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Diageo is a global leader in beverage alcohol with an outstanding collection of brands across spirits and beer.

Our products are sold in more than 180 countries around the world. Our brands include Johnnie Walker, Crown Royal, JεB, Buchanan’s and Windsor whiskies, Smirnoff, Ciroc and Ketel One vodkas, Captain Morgan, Baileys, Don Julio, Tanqueray and Guinness.

Website: www.diageo.com

Why is gender diversity in business so important?

A business needs a strategy and goals enabled by people bringing both diversity of ideas, and consumer relevance, within a culture that is inclusive and open to innovative thinking. To me, gender diversity, but also diversity more broadly, is an enabler for a business to thrive and win over its competitors.

What barriers have you come up against as a successful woman in business during your career?

I was very lucky in that I have inspiring parents, who were entirely unbiased in how they thought about the contribution of men and women to the community, within my family, and in the workplace.
I did spend a few years in a field of expertise that was dominated by men, which taught me, the tough way, how to remain confident and resilient in the face of bias, drawing from what my parents raised me to believe. When I joined Diageo in 2006, there were few women in senior leadership roles, and none on the executive team of the company. However, over time, that picture significantly changed.  My hope for emerging talent coming through the organisation, is that members of the executive team who provide more diversity, can inspire others, and in particular women, within the organisation to become the leaders of tomorrow.

Did you always want to work in HR?

Since graduating from Business School I always knew that I wanted a career that combined my passion for people development and brands with working for a successful global organisation and all of the variety of experiences that would bring. I also wanted to know that I could contribute to the strategic and cultural direction of a business and at Diageo, working in HR provides me with all of these things and I can’t imagine being anywhere else right now!

HR does seem to be quite a female-dominated profession. Why would this be and can other business functions learn from HR?

Traditionally HR has been seen as quite a female-dominated profession but not always at senior levels.  I believe this is changing. Twenty years ago, you would have seen more men as CHROs and in more commercial roles and women in ‘back office’ and junior roles. This is now not the case anymore. Within Diageo, for example, the women on our Executive Committee represent a wide range of functions and include our Chief Financial Officer, our General Counsel, our Chief Marketing Officer and the President of our North America business.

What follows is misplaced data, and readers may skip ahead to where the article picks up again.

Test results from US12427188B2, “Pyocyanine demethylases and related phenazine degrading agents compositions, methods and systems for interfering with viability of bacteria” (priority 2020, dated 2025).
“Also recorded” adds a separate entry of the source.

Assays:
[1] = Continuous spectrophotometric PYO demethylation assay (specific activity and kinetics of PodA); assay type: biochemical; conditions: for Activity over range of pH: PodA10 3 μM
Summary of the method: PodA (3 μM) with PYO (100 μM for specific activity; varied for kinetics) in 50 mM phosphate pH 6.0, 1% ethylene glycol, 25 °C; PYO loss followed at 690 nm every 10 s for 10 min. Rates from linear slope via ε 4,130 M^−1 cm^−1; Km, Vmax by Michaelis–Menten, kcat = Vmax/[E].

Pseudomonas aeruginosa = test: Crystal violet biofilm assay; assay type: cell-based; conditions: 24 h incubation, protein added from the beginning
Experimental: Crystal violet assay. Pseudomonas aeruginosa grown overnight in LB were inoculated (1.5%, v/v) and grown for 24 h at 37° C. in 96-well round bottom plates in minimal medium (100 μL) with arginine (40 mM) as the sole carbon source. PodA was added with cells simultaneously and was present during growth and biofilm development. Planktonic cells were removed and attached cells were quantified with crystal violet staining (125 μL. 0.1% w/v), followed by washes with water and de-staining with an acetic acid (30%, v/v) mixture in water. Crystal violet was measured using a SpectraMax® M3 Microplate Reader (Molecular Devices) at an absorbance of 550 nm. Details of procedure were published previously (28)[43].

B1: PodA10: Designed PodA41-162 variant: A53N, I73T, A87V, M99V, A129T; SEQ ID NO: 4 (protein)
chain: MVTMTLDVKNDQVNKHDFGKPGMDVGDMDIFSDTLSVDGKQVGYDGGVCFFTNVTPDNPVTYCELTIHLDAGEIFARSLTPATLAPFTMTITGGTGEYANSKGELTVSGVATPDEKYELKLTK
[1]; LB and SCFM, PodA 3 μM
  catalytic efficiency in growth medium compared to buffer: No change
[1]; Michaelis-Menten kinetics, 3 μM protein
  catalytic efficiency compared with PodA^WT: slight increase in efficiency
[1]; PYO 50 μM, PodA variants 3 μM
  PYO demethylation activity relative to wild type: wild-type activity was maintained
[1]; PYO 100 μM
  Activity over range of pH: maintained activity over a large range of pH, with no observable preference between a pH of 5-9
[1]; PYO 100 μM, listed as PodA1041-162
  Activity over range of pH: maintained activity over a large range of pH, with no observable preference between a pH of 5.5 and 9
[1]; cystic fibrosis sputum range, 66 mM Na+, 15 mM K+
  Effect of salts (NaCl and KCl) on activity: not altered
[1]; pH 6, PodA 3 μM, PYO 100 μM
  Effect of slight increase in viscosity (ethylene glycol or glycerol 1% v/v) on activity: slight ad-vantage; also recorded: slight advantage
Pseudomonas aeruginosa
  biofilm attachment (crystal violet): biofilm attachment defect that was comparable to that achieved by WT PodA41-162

How does your ‘people’ role help to develop women’s potential within Diageo?

As the Global Human Resources director, I feel passionately about developing women’s potential within Diageo. I genuinely believe that companies will grow quicker if they embrace all diversity, not just helping women to progress. However, I do believe that HR has a key role to play. It is the function that can objectively challenge the rest of the business to attract and grow diverse talent, using analytics and insights to explain why this will make a difference to our performance and growth. HR is also the function that can shape culture, strategy and policy on inclusion, talent management and the environment that will enable women to succeed.

 

You grew up in Ireland and worked there, in Europe and in Africa for Diageo. How do you think different cultures affect how women are perceived by and progress in business? What was your role in Africa and in Ireland?

I joined Diageo Ireland in 2006, and later spent six years working in our Africa business, before moving to South Africa to work for Brandhouse, our then Joint Venture with Heineken. I then became HR Director for Diageo Europe before being appointed Global Human Resources Director in October 2015.
My reflections are that all over the world women are perceived as having so much potential. However, it does depend on where you are, as to how easy it is currently for women to achieve their goals. Different cultures will bring different barriers and opportunities for women. I think that Governments, companies and the demands of broader society will see the pace of change evolving more quickly in the coming years.

Did your work with the Irish Business and Employers’ Confederation help you to promote women in business in any way?

At IBEC, I represented and advised employers in industrial relations and employment related matters, which gave me a good understanding of how companies can proactively support employees to succeed, through effective policy creation and strong development plans. It also enabled me to influence companies to implement support for women through policies and good working practices, who might otherwise have been ignorant to the value such policies and practices could create.